Valenti Calls 2001 The Greatest Box Office Year in Film History6 Mar, 2002 By: Brian Fuson
LAS VEGAS — While nearly all indicators regarding the state of the theatrical film business in the United States were pointing up last year, the most dramatic development was a marked drop in the price of making movies.
Negative costs on studio films dropped a steep 13 percent — the biggest fall in more than two decades.
On the income side, theatrical box office in the United States crossed the $8 billion mark for the first time, rising to a record $8.41 billion in 2001 — an increase of almost 10 percent from the previous year's $7.66 billion. The rise in box office receipts continues the longest expansion in movie business history as revenue increased for the 10th straight year.
"2001 was the greatest box office year in film history," MPAA president and CEO Jack Valenti said in his annual state-of-the-industry address Tuesday at ShoWest 2002 in Las Vegas. "A record 20 films released in 2001 soared to more than $100 million each in box office, with a record five films reaching the rarefied air of $200 million," he added.
But before giving his mostly upbeat assessment of the industry, Valenti began on a more somber note, making mention of the terrorist attacks of Sept. 11, calling it, "a day that will live in perfidy." Valenti noted that in the aftermath of the attacks, "like a swiftly running river in full unstoppable force, the nation came together in a circle of unity that fired and fueled the emotional capillaries of this country. We assembled our courage and renewed our fidelity to the American basic belief in human liberty."
Valenti noted that in the aftermath of the attacks there were some who thought that theaters would be empty, and that Americans would shun the moviegoing experience. "But that did not happen," Valenti said. "What did happen was a confirmation that Americans, even in a time that tries their souls, will not be cabined and confined in their homes." Valenti also gave praise to the entertainment industry's swift and positive response to the White House's request for help in the war effort.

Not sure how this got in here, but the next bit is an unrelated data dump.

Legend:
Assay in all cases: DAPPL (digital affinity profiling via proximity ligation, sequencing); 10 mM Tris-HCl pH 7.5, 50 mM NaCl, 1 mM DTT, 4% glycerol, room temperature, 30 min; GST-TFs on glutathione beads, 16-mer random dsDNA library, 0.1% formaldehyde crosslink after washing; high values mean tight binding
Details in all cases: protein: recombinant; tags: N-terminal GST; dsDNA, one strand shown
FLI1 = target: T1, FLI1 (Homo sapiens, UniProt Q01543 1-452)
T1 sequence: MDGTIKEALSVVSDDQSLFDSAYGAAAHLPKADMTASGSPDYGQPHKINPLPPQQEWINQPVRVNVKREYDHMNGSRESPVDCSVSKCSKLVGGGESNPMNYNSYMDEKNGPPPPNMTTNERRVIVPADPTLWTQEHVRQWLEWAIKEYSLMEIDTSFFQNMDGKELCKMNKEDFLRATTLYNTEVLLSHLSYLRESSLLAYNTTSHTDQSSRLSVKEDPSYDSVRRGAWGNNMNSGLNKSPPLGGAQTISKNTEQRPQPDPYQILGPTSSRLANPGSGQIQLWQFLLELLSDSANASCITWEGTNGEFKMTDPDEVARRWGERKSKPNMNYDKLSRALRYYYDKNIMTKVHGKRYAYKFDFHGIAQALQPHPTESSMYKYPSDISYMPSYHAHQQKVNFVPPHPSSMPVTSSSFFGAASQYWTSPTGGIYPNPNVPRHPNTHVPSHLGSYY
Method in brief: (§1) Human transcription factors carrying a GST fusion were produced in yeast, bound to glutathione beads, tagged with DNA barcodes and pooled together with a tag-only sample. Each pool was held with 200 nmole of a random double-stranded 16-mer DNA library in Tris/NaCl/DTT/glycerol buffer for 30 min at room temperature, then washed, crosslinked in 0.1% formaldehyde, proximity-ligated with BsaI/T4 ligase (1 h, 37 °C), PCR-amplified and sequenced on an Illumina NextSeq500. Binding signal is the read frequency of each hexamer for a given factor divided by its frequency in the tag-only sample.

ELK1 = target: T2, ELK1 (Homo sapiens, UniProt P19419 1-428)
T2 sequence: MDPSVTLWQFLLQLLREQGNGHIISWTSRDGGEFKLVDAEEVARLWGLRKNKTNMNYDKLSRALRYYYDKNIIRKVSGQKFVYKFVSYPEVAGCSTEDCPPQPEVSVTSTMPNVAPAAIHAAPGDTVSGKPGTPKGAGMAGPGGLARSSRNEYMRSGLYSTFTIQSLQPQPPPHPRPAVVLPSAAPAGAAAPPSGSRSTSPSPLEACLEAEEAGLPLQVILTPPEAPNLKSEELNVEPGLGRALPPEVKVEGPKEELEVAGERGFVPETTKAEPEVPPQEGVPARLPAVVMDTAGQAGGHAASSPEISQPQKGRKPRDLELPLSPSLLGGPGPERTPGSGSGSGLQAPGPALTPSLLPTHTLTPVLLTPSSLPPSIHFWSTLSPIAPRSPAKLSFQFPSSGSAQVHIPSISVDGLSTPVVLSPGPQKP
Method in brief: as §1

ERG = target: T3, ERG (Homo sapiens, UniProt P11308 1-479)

In addition to the rising tide of box office receipts, Valenti noted that admissions hit 1.49 billion in 2001, an increase of almost 5 percent from 2000's 1.42 billion. "It was the largest ticket buying total since 1959," Valenti said. The admission count for 2001 tops the 1.48 billion racked up in 1998, which had stood as the largest ticket unit tally since 1959.
The results from 2001 hold out promise for the years ahead because the rise in box office and admissions was realized with fewer theaters and screens in operation than in both of the two years prior. The official figures released by Valenti on box office and admissions confirm exclusive projections given by The Hollywood Reporter (HR 1/2).
In the high-cost, high-stakes business of making movies, the drop in negative costs was a most welcome respite for an industry that has seen costs skyrocket in the past decade, from $26.8 million in 1990 to $54.8 million in 2000.
Valenti noted that the average negative cost for an MPAA member company film in 2001 was $47.7 million — a drop of 13 percent, or $7.1 million.
Valenti attributed the decline to studio fiscal restraint. "The studios are exercising fiscal discipline like they have never done before," he said.
In years past, Valenti has bemoaned rising negative costs. In 1997, for example, when negative costs skyrocketed a record 34 percent from the previous year, he referred to the increased cost as "a great shaggy beast prowling the movie forest, a fiscal Godzilla slouching toward our future." The negative cost in 2001 is lower than the $53.4 million reported in 1997, but higher than 1996's $39.8 million.
Before 2001, the biggest year-to-year decline on record was 10 percent, and that was in 1988. In the past 22 years, there have been only five years when negative costs have declined from the previous year, three of which were single-digit percentage decreases.
Multiplying the average savings of $7.1 million per film by the average number of films released by MPAA member companies equates to a production cost decrease of roughly $1.3 billion in 2001.
But it wasn't all good news: The decrease in negative costs was offset by the nearly 14 percent rise in costs for prints and advertising. Valenti noted that the average cost for P&A for a major studio in 2001 was $31 million — the third largest increase since 1991.